Wall Street Journal
May 21, 2009
by Douglas J. Feith
Gen. David Petraeus, chief of Central Command, has said that Taliban extremists are threatening "the very existence of the Pakistani state." And now that Pakistani, U.S. and coalition forces are fighting the Taliban in Pakistan as well as in Afghanistan, the military dimension of the challenge is front and center. But more than combat is required to prevent Islamist extremists from taking over those countries and acquiring Pakistan's nuclear arsenal.
Greater civilian efforts to counter Taliban influence are being urged by Secretary of Defense Robert Gates and Joint Chiefs of Staff Chairman Michael Mullen. They pointedly note that our local partners need help stopping the extremists from winning popular support in the first place. This makes sense.
In fact, it recalls a famous remark by Donald Rumsfeld. In his widely publicized "long, hard slog" memo back in October 2003, the former Secretary of Defense asked if the U.S. is "capturing, killing or deterring and dissuading more terrorists every day than the madrassas [religious schools] and the radical clerics are recruiting, training, and deploying against us?" The National Military Strategic Plan for the War on Terrorism of March 2005, issued by Gen. Mullen's predecessor, Gen. Richard Myers, likewise highlighted the importance of civilian activities to counter ideological support for terrorism.
Yet the U.S. government is not well-organized for civilian national-security operations abroad. Dean Acheson even complained about the problem when he was at the State Department dealing with post-World War II fiascos in the Truman administration. U.S. laws make it much harder than it should be for our military commanders to use cash instead of bullets in their theaters of operation. And the president does not have the capabilities he needs for rapid overseas deployment of civilians with specialized skills to assist our armed forces in stabilization and reconstruction.
This last problem may be on the way to being solved. In 2004, at the Pentagon's urging, President George Bush created a new State Department office for civilian stabilization and reconstruction missions. He directed that office to create a Civilian Response Corps (CRC) so the president can mobilize trained civilian volunteers the way he already can mobilize volunteers for the military reserve. President Barack Obama is supporting this effort, and the Corps will receive $323 million if Congress approves the budget Mr. Obama submitted last week.
The purpose here is to line up civilians with expertise in water systems, police training, road-building, judicial administration, and other relevant fields and prepare them for deployment abroad. When their services are needed, they could partner with our military forces.
Historically, when civilians have not been available for such work, it has fallen to U.S. military personnel. In Afghanistan and Iraq, for example, American soldiers and Marines have had to organize municipal governing councils, arrange for basic services (such as electricity), and manage hospitals. These tasks divert the military from its core combat-related missions and could be better done by skilled civilians.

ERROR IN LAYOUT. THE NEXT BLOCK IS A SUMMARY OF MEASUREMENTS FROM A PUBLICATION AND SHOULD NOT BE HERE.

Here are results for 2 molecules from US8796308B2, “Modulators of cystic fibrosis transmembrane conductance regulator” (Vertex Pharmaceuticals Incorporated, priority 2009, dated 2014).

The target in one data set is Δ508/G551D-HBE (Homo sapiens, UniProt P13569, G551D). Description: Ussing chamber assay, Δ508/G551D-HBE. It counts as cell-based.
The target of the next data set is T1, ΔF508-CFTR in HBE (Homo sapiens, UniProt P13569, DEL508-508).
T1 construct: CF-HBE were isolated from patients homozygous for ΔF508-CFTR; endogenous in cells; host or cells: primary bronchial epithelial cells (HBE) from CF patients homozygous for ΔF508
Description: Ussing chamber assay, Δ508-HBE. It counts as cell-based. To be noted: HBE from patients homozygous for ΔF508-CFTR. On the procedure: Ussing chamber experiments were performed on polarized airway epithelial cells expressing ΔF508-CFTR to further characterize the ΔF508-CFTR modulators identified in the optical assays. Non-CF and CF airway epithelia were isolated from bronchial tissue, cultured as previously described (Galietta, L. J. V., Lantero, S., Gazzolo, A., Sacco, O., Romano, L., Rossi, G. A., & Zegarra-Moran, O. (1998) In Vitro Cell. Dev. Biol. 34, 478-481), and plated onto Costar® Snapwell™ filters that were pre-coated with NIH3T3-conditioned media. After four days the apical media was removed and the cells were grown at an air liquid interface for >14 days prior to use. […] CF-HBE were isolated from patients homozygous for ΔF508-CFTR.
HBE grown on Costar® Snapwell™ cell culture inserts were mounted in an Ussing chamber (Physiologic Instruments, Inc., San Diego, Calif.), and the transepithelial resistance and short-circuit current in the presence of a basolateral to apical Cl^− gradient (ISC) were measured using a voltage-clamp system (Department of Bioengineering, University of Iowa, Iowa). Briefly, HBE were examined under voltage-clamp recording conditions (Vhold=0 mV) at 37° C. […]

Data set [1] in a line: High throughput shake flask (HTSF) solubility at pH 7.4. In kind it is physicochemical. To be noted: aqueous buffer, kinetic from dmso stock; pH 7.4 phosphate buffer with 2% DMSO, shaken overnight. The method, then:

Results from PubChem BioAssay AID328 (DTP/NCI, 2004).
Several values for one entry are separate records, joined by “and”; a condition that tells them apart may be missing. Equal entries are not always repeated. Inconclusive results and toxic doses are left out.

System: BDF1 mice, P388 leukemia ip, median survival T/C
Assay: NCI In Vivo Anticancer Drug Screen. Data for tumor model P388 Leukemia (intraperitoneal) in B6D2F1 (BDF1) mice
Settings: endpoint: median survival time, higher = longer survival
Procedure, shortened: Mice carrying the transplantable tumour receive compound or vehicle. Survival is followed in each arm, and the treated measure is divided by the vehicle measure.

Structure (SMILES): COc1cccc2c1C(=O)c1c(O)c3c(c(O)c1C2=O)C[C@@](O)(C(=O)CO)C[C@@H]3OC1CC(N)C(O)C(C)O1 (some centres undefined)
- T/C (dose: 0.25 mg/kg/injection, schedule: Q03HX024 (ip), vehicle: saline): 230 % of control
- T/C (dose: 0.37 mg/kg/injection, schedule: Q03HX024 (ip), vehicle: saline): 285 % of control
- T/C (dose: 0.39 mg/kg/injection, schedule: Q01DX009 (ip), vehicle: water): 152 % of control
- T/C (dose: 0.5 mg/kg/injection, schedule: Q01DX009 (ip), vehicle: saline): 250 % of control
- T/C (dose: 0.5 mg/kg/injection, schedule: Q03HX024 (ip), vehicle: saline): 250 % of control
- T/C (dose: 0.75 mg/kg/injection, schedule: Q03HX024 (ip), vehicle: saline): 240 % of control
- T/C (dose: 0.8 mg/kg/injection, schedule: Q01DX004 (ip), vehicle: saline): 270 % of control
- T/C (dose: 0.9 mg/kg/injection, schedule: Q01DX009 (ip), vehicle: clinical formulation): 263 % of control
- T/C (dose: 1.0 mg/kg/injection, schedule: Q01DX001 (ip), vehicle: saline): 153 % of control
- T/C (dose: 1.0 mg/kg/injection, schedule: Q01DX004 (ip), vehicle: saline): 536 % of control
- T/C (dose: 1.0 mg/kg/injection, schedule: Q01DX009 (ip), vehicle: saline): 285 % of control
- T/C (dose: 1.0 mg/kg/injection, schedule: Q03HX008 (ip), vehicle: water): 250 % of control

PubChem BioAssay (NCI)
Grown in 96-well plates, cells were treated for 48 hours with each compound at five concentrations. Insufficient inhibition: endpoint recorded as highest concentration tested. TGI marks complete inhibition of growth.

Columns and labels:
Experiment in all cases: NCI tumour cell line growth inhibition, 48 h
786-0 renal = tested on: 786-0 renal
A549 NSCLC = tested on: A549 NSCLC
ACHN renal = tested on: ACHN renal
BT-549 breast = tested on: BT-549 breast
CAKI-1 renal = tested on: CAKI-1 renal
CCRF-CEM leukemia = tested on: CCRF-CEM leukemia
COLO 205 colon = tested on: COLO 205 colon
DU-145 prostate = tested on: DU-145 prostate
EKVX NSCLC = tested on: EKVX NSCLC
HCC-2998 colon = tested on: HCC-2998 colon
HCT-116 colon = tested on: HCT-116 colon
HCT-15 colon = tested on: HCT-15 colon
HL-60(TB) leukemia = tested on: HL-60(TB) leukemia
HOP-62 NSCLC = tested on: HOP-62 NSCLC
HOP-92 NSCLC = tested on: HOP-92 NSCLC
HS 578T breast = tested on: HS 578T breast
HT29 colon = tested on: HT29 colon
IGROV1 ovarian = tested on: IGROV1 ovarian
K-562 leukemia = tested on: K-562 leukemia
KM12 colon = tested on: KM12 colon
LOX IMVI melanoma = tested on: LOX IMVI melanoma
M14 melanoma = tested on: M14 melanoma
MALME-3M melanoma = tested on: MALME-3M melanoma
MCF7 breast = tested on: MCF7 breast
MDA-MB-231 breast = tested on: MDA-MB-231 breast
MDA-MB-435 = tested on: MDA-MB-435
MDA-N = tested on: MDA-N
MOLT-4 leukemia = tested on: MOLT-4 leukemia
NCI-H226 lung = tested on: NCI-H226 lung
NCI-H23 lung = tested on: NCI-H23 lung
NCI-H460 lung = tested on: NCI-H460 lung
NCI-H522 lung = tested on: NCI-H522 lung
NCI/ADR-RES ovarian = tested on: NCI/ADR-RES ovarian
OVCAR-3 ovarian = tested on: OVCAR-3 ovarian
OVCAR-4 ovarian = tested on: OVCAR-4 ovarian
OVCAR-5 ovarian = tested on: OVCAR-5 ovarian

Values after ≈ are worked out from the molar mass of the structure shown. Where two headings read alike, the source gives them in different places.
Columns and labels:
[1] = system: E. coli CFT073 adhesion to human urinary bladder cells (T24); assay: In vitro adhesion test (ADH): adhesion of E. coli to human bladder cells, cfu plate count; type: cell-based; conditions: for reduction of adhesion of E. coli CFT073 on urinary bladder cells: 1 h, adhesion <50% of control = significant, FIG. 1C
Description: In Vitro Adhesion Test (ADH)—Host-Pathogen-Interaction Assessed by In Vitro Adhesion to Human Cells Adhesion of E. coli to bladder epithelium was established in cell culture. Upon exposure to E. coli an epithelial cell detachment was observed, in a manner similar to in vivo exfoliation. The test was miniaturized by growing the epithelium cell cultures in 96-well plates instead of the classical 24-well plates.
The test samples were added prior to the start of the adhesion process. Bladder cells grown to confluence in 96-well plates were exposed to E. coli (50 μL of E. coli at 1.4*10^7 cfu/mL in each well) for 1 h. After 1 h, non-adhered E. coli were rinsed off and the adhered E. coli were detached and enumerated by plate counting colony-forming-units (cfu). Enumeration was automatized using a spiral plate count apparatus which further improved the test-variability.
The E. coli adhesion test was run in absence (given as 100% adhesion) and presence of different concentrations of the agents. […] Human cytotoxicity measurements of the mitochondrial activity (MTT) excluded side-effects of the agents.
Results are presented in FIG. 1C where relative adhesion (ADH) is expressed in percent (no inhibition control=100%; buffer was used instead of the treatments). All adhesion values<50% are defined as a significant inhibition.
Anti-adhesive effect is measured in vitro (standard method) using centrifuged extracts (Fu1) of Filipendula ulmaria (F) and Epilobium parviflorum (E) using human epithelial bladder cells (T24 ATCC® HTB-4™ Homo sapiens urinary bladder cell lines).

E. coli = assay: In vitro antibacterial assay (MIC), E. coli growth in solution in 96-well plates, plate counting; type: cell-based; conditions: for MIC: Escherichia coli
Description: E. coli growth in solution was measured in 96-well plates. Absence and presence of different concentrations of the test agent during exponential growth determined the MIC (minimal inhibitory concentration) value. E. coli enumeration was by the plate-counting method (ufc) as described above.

Once it's up and running, the Civilian Response Corps will likely be useful in the fight against terrorism. It will also give our government tools for countering the various problems that arise from territories not under effective sovereign control. These problems include piracy, drug trafficking and attacks against friendly governments.
While the Civilian Response Corps has received bipartisan support in Congress, legislators have raised some serious questions: Should the Corps be restricted to security-related missions, lest its resources get consumed in humanitarian projects for which there is infinite demand? Who should decide when and how to deploy it? A key, threshold query: Is the State Department's bureaucracy capable of taking on large-scale operational responsibilities of the kind envisioned by the Civilian Response Corps?
The answer to that last question may be for Congress to direct the Pentagon to lend State a number of planners, especially some with experience in managing the military reserve. This could increase State's capabilities and help ensure that the Corps' operational plans are in sync with those of our military commanders.
The administration's promotion of the Civilian Response Corps is of a piece with the appointment of Lt. Gen. Stanley McChrystal as military commander in Afghanistan. Defense Secretary Gates evidently wants to emphasize that U.S. forces in theater should transcend conventional thinking and design operations on the basis of military, political, economic and cultural considerations. All of this reinforces an important lesson of recent years: The president's national security team is responsible for defining and achieving strategic victory, which is a far broader concept than military victory.
Douglas Feith, Under Secretary of Defense for Policy from 2001 to 2005, is a Senior Fellow at Hudson Institute and the author of War and Decision: Inside the Pentagon at the Dawn of the War on Terrorism.
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